Canada removes the ‘four-in, four-out’ rule for Temporary Foreign Workers
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By: Tiya

December 15th, 2016

Canada removes the ‘four-in, four-out’ rule for Temporary Foreign Workers

The Canadian government has announced the good news that it has removed the not so popular ‘four-in, four-out’ rule for Temporary Foreign Workers with immediate effect. The four-year cumulative duration rule was introduced in April 2011 and limited the time that some temporary foreign workers could work in Canada to four years. The biggest drawback of the rule was that after the four-year working period certain individuals also became ineligible for a work permit for another four years.

The Temporary Foreign Worker Program (TFWP) allows Canadian employers to hire international workers if Canadian citizens or permanent workers are not ready, willing or able to fill the position. The TFWP was introduced to respond to labor market shortages in Canada and for an individual to be eligible for this program they are required to first obtain a temporary work permit supported by a Labor Market Impact Assessment (LMIA).

However, there are certain individuals who are exempted from the four-in, four-out rule, such as those in managerial or professional positions, workers employed through an international agreement like NAFTA for example, or the Seasonal Agricultural Worker Program, and those exempted from an LMIA requirement.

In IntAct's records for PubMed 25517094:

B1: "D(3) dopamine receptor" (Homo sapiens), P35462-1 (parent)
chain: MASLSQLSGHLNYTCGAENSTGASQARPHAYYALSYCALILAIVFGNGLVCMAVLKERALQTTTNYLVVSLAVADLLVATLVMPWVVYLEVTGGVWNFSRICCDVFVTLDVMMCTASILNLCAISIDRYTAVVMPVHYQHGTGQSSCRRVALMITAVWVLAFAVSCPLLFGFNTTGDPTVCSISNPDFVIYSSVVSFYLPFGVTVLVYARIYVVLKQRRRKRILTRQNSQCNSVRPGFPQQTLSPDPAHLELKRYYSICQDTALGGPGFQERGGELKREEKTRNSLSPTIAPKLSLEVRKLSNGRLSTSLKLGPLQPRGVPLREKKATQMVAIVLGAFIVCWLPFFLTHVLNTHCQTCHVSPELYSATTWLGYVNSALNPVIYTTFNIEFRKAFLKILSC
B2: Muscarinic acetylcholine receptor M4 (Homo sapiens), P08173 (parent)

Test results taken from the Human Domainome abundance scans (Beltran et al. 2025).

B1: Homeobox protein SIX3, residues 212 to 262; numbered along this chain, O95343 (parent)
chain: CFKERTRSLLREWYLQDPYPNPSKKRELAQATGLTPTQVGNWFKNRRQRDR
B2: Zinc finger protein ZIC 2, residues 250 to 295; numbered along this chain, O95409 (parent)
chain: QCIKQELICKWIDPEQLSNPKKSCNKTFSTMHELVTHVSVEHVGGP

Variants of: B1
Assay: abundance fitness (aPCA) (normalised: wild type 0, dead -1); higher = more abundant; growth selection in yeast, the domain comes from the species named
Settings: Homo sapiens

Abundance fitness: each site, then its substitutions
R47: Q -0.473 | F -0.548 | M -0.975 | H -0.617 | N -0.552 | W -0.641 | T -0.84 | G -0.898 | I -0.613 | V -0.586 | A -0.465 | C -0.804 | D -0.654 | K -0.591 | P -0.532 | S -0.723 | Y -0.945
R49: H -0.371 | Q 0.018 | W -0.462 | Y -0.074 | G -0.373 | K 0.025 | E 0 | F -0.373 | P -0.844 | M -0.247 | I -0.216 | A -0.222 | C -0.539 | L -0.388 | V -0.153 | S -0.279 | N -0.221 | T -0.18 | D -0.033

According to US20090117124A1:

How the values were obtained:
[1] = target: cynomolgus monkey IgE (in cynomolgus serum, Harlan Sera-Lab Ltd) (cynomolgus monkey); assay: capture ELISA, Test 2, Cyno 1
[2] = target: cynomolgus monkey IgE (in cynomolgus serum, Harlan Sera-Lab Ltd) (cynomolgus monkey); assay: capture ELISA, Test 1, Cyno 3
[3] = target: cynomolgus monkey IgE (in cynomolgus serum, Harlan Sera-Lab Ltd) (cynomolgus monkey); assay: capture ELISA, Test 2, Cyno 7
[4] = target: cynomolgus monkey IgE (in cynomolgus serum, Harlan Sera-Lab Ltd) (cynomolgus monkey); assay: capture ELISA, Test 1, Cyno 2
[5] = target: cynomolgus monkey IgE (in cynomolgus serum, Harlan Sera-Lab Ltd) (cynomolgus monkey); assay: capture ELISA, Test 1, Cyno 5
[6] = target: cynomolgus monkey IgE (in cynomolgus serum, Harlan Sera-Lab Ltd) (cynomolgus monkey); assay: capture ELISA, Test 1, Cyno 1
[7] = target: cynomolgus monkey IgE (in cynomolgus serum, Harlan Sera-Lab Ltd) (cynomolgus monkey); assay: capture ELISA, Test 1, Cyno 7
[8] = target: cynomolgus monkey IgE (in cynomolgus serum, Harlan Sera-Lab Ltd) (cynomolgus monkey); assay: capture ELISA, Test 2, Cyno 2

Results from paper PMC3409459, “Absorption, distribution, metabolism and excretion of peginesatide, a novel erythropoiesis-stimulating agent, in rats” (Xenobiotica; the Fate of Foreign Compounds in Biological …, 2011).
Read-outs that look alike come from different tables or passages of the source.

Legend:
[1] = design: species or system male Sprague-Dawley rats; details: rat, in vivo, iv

The announcement was made on December 13, 2016, by the Minister of Immigration, Refugees and Citizenship John McCullum and the Minister of Employment, Workforce, Development and Labor, Maryann Mihychuk. Minister McCullum stated that the changes were introduced following a report from the Standing Committee on Human Resources, Skills, and Social Development.

Minister McCullum said “In many ways, the four-year rule put a great deal of uncertainty and instability on both temporary workers and employers. We had the sense that it was an unnecessary burden on applicants and employers, and also on officers who process the applications, we believe this important recommendation from the committee requires urgent action.”

More improvements to the TFWP are expected

It was also announced at the press conference that the Canadian government intends to make more meaningful changes to develop the Temporary Foreign Worker Program and turn it into a more comprehensive policy.

Low-wage work caps

The Canadian government also took the time to provide clarity on the requirements for employers in relation to low-wage workers in the country. Low-wage employers are now required to advertise positions between groups who are underrepresented in the Canadian workforce, and these include young people, people with disabilities, Indigenous people, and newcomers to Canada. The date for the implementation of these changes will be announced in due course.

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